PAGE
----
The DMA goes hand in hand with the Digital Services Act, another important initiative that was formally adopted this month. The DSA is the most far-reaching digital consumer protection law the world has ever seen. It protects consumers from illegal content, it creates more transparency in how algorithms work behind the curtain, when it comes to content removal and ad targeting. It will ensure that everything which is illegal offline is also illegal online.

We are also making significant steps to ensure that the ownership of data is protected, or that the digital products that we buy are safe and secure. We already took a historic step in terms of data protection with the GDPR. Now with our Data Strategy, we are going further. The first piece of this strategy, the Data Governance Act, has recently entered into force and will facilitate data sharing and establish well-regulated data spaces. With the next piece, the Data Act, we are proposing to set rules regarding the use of data generated by Internet of Things devices.

We have also just proposed a Cyber Resilience Act, to establish common European cyber security standards for all digital products on the Single Market. Manufacturers will have a duty of care to address and report vulnerabilities throughout the whole life cycle of the product.

We also proposed in April 2021 our first ever legal framework on Artificial Intelligence to make Europe world-class in the development of a secure, trustworthy and human-centred Artificial Intelligence, and the use of it. It looks at how AI is used, and what for. Altogether, this legal framework shapes the trust we must build if we want people and businesses to embrace AI solutions.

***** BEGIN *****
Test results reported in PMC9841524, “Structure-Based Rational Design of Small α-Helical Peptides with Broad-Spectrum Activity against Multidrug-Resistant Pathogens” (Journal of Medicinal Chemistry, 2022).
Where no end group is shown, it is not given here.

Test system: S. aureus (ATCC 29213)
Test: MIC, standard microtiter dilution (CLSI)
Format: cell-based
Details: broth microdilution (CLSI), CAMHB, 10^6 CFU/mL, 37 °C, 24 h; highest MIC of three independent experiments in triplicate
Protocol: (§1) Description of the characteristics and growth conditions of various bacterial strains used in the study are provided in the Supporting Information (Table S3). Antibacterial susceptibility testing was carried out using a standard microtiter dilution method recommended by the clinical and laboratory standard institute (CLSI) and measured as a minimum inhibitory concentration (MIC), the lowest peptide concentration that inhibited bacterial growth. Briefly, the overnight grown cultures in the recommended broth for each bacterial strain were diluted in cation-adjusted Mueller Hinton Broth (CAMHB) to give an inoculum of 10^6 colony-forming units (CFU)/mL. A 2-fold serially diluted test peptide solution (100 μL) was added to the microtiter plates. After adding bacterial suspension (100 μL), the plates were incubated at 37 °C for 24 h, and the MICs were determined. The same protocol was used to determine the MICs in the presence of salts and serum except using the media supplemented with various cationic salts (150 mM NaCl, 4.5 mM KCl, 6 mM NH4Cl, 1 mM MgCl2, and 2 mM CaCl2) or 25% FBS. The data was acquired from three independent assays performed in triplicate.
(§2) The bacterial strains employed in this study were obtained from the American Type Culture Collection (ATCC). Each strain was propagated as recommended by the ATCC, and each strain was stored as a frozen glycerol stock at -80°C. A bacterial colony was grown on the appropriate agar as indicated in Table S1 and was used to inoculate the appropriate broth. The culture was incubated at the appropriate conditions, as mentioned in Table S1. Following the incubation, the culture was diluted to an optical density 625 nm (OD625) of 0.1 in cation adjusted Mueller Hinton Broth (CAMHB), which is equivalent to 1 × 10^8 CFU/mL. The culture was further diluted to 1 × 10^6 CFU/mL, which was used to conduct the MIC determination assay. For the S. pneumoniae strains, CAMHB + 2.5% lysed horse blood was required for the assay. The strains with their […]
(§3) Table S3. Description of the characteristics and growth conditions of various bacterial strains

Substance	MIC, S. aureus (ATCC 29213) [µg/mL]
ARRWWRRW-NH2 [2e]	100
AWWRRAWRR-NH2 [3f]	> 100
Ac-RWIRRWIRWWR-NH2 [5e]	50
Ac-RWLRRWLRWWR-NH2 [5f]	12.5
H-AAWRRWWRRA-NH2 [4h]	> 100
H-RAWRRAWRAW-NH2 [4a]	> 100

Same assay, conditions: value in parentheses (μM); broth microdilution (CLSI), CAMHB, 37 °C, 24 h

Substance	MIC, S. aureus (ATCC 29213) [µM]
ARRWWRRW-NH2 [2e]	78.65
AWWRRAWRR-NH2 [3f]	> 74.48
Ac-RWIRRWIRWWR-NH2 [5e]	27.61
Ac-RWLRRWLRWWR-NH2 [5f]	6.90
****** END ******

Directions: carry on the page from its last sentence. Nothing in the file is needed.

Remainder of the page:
All these proposals together with already approved regulations are shaping the European approach of digitalisation. We will give the tools to citizens and businesses: skills, access to high connectivity, online public services. And we should leave no one behind. But we will also allow citizens to build trust in digitalisation by increasing transparency, ownership, security and by asking companies to abide to rules as they do offline.

It will make digitalisation a precious tool to reinforce our democracy and not a tool of destabilisation, propaganda and control over society as we could read in fictions novels but can also unfortunately see emerging in other parts of the world.

It is a fight for our values, which has never been so important.

Source – EU Commission